A Healthier Wisconsin

The Role of LLGL1 in Cardiac Development and Regeneration

Informing therapeutic targets for Wisconsin patients suffering from progressive heart failure

Full Project Name:The Role of LLGL1 in Cardiac Development and RegenerationPrincipal Investigator:Brian A. Link, PhD, Cell Biology, Neurobiology and AnatomyCo-Investigator:Caitlin C. O'Meara, PhD, PhysiologyAward Amount:$250,000
Award Date
Project Duration:24 months

Project Description Narrative:

Cardiac disease is the leading cause of death in both men and women in Wisconsin, bringing huge emotional and economic impacts to families. Over 16,000 deaths were attributed to cardiovascular disease in Wisconsin in 2017, at an estimated cost of more than $7.5 billion. Myocardial infarction (MI), also known as a heart attack, is the most common form of fatal heart disease in Wisconsin.

Although most patients survive a heart attack, the adult human heart fails to appropriately heal or regenerate, resulting in progressive heart failure. In recent years, the scientific community has made exciting advances in the field of adult heart regeneration, including discovery of a molecular signaling pathway called the Hippo-Yap network that can profoundly stimulate adult heart muscle cells to divide and proliferate. While these findings have clear implications in promoting cardiac healing in adult hearts, how the Hippo-Yap pathway is regulated and whether it can be fine-tuned therapeutically is not comprehensively understood.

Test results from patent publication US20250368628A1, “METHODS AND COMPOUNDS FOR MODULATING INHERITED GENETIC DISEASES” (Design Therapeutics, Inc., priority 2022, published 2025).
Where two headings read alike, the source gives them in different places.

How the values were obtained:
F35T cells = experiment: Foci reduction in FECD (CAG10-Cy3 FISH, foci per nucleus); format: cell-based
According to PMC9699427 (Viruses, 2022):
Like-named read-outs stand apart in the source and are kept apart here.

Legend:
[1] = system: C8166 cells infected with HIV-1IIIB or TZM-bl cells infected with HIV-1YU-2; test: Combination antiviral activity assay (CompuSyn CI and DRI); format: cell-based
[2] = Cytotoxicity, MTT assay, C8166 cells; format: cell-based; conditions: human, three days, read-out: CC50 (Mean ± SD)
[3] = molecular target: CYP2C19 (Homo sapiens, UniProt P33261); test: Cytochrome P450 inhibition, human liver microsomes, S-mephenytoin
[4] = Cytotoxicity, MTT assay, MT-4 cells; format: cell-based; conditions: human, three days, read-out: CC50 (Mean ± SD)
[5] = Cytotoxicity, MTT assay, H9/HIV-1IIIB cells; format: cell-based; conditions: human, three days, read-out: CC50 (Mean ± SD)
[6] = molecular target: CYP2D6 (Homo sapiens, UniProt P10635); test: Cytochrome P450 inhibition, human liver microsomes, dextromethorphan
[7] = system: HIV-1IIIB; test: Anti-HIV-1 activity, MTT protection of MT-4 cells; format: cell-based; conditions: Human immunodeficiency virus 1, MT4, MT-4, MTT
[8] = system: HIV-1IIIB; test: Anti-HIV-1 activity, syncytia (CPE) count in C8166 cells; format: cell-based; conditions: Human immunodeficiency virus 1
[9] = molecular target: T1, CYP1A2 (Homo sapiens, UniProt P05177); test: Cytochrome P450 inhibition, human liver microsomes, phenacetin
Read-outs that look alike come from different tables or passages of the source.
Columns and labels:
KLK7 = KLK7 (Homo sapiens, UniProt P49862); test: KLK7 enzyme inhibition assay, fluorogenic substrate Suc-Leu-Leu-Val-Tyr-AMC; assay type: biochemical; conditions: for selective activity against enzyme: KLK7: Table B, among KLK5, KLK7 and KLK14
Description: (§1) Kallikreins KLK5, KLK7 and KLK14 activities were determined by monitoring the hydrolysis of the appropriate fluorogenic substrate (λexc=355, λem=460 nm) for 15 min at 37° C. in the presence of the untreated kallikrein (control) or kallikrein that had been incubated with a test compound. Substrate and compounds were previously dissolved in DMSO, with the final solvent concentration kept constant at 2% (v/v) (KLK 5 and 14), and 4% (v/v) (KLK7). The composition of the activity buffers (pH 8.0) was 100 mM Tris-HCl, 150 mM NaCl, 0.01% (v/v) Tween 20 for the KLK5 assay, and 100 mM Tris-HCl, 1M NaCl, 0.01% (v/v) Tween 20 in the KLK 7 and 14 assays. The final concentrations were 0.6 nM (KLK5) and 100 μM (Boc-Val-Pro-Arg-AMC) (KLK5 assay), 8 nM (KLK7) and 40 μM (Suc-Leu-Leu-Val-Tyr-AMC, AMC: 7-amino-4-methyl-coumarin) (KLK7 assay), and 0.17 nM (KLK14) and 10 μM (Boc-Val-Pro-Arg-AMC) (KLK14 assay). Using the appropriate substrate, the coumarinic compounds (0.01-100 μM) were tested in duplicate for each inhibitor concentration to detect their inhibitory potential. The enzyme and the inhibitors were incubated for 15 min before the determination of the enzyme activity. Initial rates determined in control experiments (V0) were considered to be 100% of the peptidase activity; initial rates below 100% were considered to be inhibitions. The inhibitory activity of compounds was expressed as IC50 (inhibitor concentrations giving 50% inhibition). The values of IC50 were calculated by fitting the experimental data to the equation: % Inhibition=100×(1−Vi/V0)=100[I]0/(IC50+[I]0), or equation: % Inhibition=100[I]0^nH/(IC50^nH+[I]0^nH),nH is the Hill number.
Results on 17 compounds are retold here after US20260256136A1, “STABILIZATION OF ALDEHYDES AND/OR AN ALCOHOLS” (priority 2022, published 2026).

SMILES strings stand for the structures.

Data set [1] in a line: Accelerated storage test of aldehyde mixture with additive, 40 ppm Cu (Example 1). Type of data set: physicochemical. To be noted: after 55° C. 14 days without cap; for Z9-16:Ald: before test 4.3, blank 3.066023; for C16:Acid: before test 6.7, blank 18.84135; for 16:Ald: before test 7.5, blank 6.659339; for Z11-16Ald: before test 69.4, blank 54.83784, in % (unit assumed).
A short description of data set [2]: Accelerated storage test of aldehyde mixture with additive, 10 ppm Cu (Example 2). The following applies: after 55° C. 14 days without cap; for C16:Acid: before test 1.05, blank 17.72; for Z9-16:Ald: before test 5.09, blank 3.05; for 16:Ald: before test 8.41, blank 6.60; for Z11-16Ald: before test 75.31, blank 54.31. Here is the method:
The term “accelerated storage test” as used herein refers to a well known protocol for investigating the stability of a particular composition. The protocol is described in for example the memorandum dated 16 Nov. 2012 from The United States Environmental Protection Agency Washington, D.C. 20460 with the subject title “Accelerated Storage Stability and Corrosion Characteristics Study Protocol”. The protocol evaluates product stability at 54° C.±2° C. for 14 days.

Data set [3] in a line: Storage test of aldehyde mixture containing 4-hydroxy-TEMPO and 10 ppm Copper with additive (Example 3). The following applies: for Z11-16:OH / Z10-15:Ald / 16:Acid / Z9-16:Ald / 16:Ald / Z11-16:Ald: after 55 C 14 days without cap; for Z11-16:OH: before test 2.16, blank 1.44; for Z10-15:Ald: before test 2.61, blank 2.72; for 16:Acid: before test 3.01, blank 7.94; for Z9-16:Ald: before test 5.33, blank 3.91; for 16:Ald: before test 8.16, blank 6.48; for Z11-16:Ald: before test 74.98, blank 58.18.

Through this award, a collaborative research team aims to understand how the Hippo-Yap pathway can be regulated at a molecular level in the heart, informing therapeutic targets for patients suffering from progressive heart failure. Additional collaborator: Michaela Patterson, PhD, Medical College of Wisconsin Cell Biology, Neurobiology, and Anatomy

Outcomes & Lessons Learned:

  • Found that the loss of the protein LlGl1 results in several pro-cardiac regeneration pheynotypes, including activation of the YAP transcription factor, a protein involved in the process of transcribing DNA into RNA; rapid reproduction of cardiomyocytes, cells responsible for generating contractile forces in the heart; and an increase in the number of mono-nuclear diploid cardiomycytes
  • Identified a node factor that may coordinate the process of cytoarchitectural modifications, the structural arrangement of neurons within the central nervous system, with cardiomyocyte proliferation
  • Project results have implications for promoting cardiac regeneration in non-regenerative mammals

AHW Logo

8701 W Watertown Plank Road,
Milwaukee, WI 53226-0509
(414) 955-4350